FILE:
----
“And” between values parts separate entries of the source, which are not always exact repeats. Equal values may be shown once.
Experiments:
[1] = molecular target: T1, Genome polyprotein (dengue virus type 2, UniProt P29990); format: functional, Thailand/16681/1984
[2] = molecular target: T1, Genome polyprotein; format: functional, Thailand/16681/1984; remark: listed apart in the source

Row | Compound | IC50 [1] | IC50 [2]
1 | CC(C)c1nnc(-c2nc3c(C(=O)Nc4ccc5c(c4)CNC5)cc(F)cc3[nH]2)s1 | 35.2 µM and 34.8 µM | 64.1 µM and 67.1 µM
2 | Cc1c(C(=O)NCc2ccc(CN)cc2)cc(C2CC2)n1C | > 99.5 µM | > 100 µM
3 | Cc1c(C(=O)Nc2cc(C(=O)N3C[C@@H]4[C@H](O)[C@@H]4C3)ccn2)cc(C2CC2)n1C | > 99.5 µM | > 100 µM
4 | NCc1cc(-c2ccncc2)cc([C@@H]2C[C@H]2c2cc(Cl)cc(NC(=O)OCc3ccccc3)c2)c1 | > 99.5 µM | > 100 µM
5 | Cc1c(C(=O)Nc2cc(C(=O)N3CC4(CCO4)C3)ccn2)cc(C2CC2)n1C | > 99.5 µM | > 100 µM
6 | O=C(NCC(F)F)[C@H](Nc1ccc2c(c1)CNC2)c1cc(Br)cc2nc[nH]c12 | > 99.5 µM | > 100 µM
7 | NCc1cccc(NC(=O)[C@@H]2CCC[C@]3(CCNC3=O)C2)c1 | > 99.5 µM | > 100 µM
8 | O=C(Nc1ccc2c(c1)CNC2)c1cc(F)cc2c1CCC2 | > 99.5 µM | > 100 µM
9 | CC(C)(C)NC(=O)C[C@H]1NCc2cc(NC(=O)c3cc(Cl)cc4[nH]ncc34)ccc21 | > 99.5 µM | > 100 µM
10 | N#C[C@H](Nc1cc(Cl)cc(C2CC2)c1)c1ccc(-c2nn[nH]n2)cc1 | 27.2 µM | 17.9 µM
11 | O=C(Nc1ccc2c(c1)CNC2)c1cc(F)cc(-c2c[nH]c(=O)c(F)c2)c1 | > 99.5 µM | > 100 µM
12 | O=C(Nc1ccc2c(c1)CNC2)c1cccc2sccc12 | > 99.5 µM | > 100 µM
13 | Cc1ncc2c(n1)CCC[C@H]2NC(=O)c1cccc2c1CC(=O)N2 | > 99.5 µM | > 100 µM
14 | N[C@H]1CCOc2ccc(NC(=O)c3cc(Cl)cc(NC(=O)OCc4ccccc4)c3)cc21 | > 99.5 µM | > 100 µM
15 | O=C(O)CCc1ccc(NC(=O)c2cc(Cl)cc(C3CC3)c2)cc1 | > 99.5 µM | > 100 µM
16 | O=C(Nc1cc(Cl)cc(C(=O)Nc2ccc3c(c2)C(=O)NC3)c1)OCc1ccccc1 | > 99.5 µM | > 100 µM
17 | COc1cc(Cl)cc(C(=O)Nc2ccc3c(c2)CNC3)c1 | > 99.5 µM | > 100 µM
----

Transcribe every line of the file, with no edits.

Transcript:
“And” between values parts separate entries of the source, which are not always exact repeats. Equal values may be shown once.
Experiments:
[1] = molecular target: T1, Genome polyprotein (dengue virus type 2, UniProt P29990); format: functional, Thailand/16681/1984
[2] = molecular target: T1, Genome polyprotein; format: functional, Thailand/16681/1984; remark: listed apart in the source

Row | Compound | IC50 [1] | IC50 [2]
1 | CC(C)c1nnc(-c2nc3c(C(=O)Nc4ccc5c(c4)CNC5)cc(F)cc3[nH]2)s1 | 35.2 µM and 34.8 µM | 64.1 µM and 67.1 µM
2 | Cc1c(C(=O)NCc2ccc(CN)cc2)cc(C2CC2)n1C | > 99.5 µM | > 100 µM
3 | Cc1c(C(=O)Nc2cc(C(=O)N3C[C@@H]4[C@H](O)[C@@H]4C3)ccn2)cc(C2CC2)n1C | > 99.5 µM | > 100 µM
4 | NCc1cc(-c2ccncc2)cc([C@@H]2C[C@H]2c2cc(Cl)cc(NC(=O)OCc3ccccc3)c2)c1 | > 99.5 µM | > 100 µM
5 | Cc1c(C(=O)Nc2cc(C(=O)N3CC4(CCO4)C3)ccn2)cc(C2CC2)n1C | > 99.5 µM | > 100 µM
6 | O=C(NCC(F)F)[C@H](Nc1ccc2c(c1)CNC2)c1cc(Br)cc2nc[nH]c12 | > 99.5 µM | > 100 µM
7 | NCc1cccc(NC(=O)[C@@H]2CCC[C@]3(CCNC3=O)C2)c1 | > 99.5 µM | > 100 µM
8 | O=C(Nc1ccc2c(c1)CNC2)c1cc(F)cc2c1CCC2 | > 99.5 µM | > 100 µM
9 | CC(C)(C)NC(=O)C[C@H]1NCc2cc(NC(=O)c3cc(Cl)cc4[nH]ncc34)ccc21 | > 99.5 µM | > 100 µM
10 | N#C[C@H](Nc1cc(Cl)cc(C2CC2)c1)c1ccc(-c2nn[nH]n2)cc1 | 27.2 µM | 17.9 µM
11 | O=C(Nc1ccc2c(c1)CNC2)c1cc(F)cc(-c2c[nH]c(=O)c(F)c2)c1 | > 99.5 µM | > 100 µM
12 | O=C(Nc1ccc2c(c1)CNC2)c1cccc2sccc12 | > 99.5 µM | > 100 µM
13 | Cc1ncc2c(n1)CCC[C@H]2NC(=O)c1cccc2c1CC(=O)N2 | > 99.5 µM | > 100 µM
14 | N[C@H]1CCOc2ccc(NC(=O)c3cc(Cl)cc(NC(=O)OCc4ccccc4)c3)cc21 | > 99.5 µM | > 100 µM
15 | O=C(O)CCc1ccc(NC(=O)c2cc(Cl)cc(C3CC3)c2)cc1 | > 99.5 µM | > 100 µM
16 | O=C(Nc1cc(Cl)cc(C(=O)Nc2ccc3c(c2)C(=O)NC3)c1)OCc1ccccc1 | > 99.5 µM | > 100 µM
17 | COc1cc(Cl)cc(C(=O)Nc2ccc3c(c2)CNC3)c1 | > 99.5 µM | > 100 µM